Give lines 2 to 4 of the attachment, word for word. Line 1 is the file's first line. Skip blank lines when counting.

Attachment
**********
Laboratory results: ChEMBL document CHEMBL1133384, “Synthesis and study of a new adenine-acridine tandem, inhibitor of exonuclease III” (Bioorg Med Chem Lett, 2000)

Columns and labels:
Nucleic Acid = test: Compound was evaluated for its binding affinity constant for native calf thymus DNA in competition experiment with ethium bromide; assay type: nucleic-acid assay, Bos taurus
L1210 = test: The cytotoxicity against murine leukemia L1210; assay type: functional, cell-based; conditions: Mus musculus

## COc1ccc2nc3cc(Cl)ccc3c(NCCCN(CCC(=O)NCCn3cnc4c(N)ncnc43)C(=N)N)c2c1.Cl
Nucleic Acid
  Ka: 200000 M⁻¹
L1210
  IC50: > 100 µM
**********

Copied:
Columns and labels:
Nucleic Acid = test: Compound was evaluated for its binding affinity constant for native calf thymus DNA in competition experiment with ethium bromide; assay type: nucleic-acid assay, Bos taurus
L1210 = test: The cytotoxicity against murine leukemia L1210; assay type: functional, cell-based; conditions: Mus musculus